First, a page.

Friday, November 29, 2013

Shaking Things Up?


Hello Familiar Friends,

I get very weary of hearing that phrase "shaking things up."  This happens in both books & TV, where they decide to kill off a character or break up a couple for example, because shaking thins up is supposed to create more good conflict or excitement.  But sadly this is never the outcome I usually experience. 
It is a cheaters way out.  An "I have no good ideas so I am going to kill off a character."  It is annoying and stupid.  I never feel a shake up.  I just feel pissed off and stop reading (JK Rowling-you killed Hedwig!) or stop watching (Family Guy is dead to me).
The point is, unless a characters death is meaningful or drives the story, death is a cheap tool.  There is also a very twisted point of view out there that is a character's story is done, they kill them rather than let them ride off into the sunset.  There are a number of TV shows I have just stopped watching because of this.  Death must mean something in a novel (or TV show or movie), else the emotional feed turns sour.  Yes, we can have our hearts broken over Romeo & Juliet, but their deaths were necessary to the story.  
You can create conflict and shake things up with good storytelling.  That is why, using a TV show as an example, Doctor Who rocks.  They have created more heartbreak and shaking things across the galaxy without killing off key characters.  They are lost in other Universes, are forced to lose their memories to save their lives-but they are not killed.    From a novel series, I love David Eddings.  His Belgariad and Mallorean series are often reread by me.  There are many characters but they are not a kill list.  He rarely kills off characters unless it is necessary to the story.  Sure, you always want to see the bad guy die-and they do- but the protagonists suffer so many trials and traumas, death is not needed.    I love George RR Martin, but his death counts are frightening.   I am sure he has a reason, but the journey there is rocky.    I often need a break from good ole' George.  And a shot of rum.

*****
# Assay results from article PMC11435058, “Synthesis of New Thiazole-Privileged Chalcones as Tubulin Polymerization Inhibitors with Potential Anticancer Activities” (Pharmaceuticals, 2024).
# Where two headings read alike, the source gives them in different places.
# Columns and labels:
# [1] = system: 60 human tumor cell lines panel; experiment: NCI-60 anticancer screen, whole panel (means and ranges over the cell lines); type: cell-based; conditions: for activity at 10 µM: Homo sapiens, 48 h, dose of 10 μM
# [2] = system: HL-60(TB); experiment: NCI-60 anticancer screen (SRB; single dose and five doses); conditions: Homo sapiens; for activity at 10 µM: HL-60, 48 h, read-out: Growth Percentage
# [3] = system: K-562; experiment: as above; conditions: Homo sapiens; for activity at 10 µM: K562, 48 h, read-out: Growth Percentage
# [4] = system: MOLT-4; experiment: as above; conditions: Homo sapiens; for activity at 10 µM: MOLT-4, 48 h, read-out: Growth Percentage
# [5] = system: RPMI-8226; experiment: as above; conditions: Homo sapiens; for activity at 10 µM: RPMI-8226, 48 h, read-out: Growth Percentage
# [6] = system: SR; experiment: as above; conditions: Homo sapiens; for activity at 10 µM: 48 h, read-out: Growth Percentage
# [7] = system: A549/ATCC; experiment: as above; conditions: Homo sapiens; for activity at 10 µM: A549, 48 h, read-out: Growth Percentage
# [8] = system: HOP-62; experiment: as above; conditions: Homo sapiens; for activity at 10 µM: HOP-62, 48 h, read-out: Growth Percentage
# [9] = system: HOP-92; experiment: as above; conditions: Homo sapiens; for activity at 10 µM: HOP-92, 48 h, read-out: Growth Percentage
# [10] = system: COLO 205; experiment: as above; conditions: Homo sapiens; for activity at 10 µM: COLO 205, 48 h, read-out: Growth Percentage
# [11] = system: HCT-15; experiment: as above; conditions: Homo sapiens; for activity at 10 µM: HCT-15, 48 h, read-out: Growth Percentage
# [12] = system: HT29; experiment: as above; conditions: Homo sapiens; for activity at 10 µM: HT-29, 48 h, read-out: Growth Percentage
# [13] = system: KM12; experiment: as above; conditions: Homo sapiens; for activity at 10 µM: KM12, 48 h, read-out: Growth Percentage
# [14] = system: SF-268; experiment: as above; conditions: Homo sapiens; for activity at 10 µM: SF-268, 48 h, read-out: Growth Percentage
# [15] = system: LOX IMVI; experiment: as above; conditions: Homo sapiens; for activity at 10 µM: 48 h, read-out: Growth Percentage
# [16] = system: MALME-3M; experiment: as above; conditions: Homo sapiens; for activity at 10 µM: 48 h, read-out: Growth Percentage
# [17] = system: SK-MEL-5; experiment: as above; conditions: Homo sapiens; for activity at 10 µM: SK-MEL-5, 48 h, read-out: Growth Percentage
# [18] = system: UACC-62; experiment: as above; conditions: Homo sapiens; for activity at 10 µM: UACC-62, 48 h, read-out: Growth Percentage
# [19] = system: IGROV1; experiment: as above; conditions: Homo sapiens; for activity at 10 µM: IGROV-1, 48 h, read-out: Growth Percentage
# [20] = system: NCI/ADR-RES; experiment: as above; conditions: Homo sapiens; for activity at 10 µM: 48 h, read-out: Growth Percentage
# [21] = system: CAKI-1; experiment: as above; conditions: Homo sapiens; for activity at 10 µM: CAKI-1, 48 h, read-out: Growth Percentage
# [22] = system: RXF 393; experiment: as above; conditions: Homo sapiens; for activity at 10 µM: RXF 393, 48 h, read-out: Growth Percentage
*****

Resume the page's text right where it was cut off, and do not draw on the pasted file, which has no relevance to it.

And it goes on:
So do not cheat your readers (or audience).   

More later.

Verna McKinnon

Wednesday, November 13, 2013

Where are the Slayers & Heroes?

Greetings Familiar Friends,



Yes, it is rant time.  I am miffed not only by the weak barely there fantasy and science fiction not only on TV & in the movies these days, but the premises & protagonists for  these vehicles.   Finding good shows is hard.  Finding a real hero is tough.  Strange for an era with a zillion cable channels.  Now I love witches and the best witch themed show to date was Charmed.   It showed good witches fighting evil and saving innocents  But the show is gone now and left to DVD watching.  I am not so sure about the other witch shows.  I loved Buffy-a vampire slayer who killed demons and saved the world in each season finale.  It was also the only vampire love story I could accept.  The brilliance of Joss Whedon structured the vampires in his world to be soulless, and inhabited by a demons.  Angel was cursed with a soul and that made a huge difference.  So it worked-and even so that romance had to end.  I forgive Buffy about Spike because she was clinically depressed at the time.    Another example is Xena, who had fallen into being evil, was redeemed by Hercules (another fun show) and fought for the good to achieve redemption.  Sometimes silly but a great show.